Hip-hop artists have long paid homage to fallen colleagues — thanks to the sobering number of them who have been killed or died long before their time — but entire tribute albums aren’t as common in rap music as in other genres. The ones that do exist usually fall into one of two categories. There are albums that exhume and re-purpose previously recorded verses, like “The King & I(2017), Faith Evans’ “duet” album with her late husband, the Notorious B.I.G., released 20 years after his shooting death in 1997. Then there are those assembled from vault material, like two (and counting) Pop Smoke albums, “Shoot for the Stars, Aim for the Moon” and “Faith,” which his manager and label put together from unfinished tracks after he was killed in 2020. Unsurprisingly, the Pop Smoke LPs earned the ire of some fans and reviewers who said it made “avaricious creative decisions” as part of an “obvious cash grab.” “Farewell, My Friend” conspicuously avoids any of these associations.

“A lot of people think this is going to be a vocal record, like me rapping about Mike or God forbid, using unreleased vocal takes from him,” says Thes, adding that when he was alive, “Mike was absolutely adamant he didn’t want any type of posthumous or vault stuff released.” While “Farewell, My Friend” includes the voices of both men, they are excerpts from interviews: no rhymes.


Instead, the album is primarily eight instrumental songs that form a “tone poem,” a reference to symphonic compositions like George Gershwin’s “An American in Paris” or Richard Strauss’ “Also sprach Zarathustra” that use long, narrative-like movements of changing moods and motifs. In the case of “Farewell, My Friend,” Thes purposefully conceived and sequenced the album “to tell the story of our life together,” from their early friendship, through their PUTS years, ending with Double K’s death and imagined afterlife. The album serves as an elegy, mixtape and soundtrack, all in one.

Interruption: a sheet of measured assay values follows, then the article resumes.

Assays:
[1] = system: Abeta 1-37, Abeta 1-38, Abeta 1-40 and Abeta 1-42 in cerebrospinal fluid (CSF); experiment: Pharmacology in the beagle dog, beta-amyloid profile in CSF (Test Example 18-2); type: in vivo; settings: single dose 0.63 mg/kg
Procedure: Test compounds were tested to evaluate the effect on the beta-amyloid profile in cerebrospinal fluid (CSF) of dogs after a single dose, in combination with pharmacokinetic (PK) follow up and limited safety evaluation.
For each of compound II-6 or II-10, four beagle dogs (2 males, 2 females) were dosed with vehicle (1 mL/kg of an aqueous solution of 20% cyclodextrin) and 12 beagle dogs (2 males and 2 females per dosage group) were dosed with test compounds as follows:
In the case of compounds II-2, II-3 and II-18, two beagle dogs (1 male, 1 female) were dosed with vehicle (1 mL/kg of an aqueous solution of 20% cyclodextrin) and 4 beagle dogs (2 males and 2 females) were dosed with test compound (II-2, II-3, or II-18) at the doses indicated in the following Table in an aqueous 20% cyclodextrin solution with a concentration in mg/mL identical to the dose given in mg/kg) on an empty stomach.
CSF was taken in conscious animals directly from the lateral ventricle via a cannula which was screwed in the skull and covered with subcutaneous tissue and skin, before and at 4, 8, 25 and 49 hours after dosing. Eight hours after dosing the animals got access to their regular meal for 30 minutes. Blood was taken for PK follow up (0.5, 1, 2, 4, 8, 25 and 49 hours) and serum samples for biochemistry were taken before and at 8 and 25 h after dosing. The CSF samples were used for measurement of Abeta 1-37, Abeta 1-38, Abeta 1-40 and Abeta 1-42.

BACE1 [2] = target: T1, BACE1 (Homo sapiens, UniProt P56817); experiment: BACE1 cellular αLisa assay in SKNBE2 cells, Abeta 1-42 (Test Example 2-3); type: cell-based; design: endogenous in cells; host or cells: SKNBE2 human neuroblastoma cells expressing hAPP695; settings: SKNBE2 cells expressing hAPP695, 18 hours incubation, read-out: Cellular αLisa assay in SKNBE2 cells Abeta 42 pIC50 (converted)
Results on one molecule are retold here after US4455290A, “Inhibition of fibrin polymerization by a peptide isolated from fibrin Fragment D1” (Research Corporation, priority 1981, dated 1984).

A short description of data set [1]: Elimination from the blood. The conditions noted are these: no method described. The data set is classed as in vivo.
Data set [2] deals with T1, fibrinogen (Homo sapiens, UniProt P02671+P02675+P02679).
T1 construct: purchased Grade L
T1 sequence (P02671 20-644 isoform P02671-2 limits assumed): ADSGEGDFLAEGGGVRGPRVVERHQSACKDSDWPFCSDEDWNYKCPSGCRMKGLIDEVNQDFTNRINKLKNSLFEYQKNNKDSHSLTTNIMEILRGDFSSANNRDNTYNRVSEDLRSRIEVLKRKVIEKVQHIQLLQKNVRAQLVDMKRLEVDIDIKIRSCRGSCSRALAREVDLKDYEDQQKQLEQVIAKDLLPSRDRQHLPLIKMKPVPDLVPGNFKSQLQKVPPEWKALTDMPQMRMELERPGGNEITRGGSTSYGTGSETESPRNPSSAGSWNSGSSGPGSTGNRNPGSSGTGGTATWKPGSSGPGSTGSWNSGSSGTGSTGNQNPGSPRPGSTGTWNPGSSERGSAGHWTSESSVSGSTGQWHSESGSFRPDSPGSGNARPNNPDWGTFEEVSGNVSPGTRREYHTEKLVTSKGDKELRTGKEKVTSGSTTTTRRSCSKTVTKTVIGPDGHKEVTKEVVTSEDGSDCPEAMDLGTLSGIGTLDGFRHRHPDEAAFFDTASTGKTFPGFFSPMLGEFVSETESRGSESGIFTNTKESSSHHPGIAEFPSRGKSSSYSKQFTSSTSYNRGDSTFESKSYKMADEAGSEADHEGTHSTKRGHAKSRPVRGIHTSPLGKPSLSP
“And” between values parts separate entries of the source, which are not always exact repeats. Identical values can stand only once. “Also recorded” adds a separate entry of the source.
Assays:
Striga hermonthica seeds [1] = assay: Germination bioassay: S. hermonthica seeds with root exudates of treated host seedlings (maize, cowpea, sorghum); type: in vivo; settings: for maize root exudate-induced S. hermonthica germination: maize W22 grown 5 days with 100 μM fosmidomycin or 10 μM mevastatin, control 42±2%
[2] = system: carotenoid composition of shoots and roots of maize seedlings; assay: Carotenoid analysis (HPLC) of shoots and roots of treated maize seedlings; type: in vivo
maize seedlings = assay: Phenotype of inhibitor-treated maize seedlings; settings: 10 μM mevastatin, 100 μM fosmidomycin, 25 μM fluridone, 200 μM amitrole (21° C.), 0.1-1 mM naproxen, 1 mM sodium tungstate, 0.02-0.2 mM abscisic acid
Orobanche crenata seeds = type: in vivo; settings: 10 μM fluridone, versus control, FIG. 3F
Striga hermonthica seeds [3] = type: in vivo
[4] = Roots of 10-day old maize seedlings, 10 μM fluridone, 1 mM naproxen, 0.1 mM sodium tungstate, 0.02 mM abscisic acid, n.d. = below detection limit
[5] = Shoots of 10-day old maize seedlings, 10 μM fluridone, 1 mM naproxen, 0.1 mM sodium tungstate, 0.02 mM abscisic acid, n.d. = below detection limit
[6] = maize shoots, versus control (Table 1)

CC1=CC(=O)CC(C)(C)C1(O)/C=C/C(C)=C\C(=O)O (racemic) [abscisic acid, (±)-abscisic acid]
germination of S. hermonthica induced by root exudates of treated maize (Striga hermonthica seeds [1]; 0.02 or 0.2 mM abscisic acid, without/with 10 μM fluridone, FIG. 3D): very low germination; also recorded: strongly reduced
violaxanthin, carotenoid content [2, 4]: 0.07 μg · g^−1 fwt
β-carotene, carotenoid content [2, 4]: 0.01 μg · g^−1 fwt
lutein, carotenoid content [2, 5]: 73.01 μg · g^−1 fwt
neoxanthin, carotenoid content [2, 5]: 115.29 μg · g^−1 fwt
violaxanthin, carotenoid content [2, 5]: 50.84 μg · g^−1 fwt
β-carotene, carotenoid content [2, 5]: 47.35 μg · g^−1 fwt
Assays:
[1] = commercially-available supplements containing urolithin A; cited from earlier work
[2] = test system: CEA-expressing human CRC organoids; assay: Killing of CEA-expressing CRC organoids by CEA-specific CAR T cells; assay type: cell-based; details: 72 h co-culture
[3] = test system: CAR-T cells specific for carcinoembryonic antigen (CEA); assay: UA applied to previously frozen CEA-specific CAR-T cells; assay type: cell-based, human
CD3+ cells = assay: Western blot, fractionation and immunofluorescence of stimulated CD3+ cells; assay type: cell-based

Though each track nods to older songs that held special meaning for the two of them, the compositions are neither conventional covers nor remixes. Sonically, they’re homages to their original source material while emotionally, they honor those pivotal moments of his and Double K’s lives. Album opener “Young Mike and Chris Floating Free” recaptures the moment the men first met by riffing on Level 42’s 1981 funk tune, “Starchild,” a single the two bonded over when they were digging for samples in local L.A. record stores back in the mid-’90s. “We were learning about music, learning how to dig,” Thes calls. “Mike thought this was some Bootsy [Collins] thing because it said ‘Starchild’ on it and he got home and was like ‘what the hell is this?’ Rookie mistake, but we ended up loving it.”

Several tracks later, “Mike and Chris Leave For Their First Tour” fast forwards to 1999 when PUTS performed in Japan for the first time. “That tour was monumental for us,” Thes says. “We were chasing that high for the rest of our lives.” His composition references one of the memorable musical discoveries they made while there, “It Ain’t No Big Thing,” a 1976 single produced by the legendary disco producer Patrick Adams.

“Farewell, My Friend’s” b-side is more somber. A short interlude titled “Prelude to Pain” leads into “The Bell Tolls for People Under the Stairs,” a melancholy reworking of “Love Theme From Spartacus” to mark the group’s decision to disband.

Then there’s the beautiful, devastating “Midnight January 30th, The Mothership comes for Mike.” The first part is based on a quirky Tiny Tim cover of Hal David/Burt Bacharach’s “What the World Needs Now,” but near the end, Thes abruptly shifts to a hissy recording from a video copy of Parliament-Funkadelic’s 1978 Flashlight tour. He shares, “it was [Double K’s] favorite concert and he would put it on to go to sleep. This was most likely the VHS tape that was playing that night he died in his sleep.” In the recording we hear George Clinton’s mothership land on stage, accompanied by the five-note theme from “Close Encounters of the Third Kind.” You realize a beat later, it’s meant to mark the moment of Double K’s transition.

Two hands holding a photo above several more.
Thes One looks through photos of him and his late musical partner, Double K.
(Jason Armond / Los Angeles Times)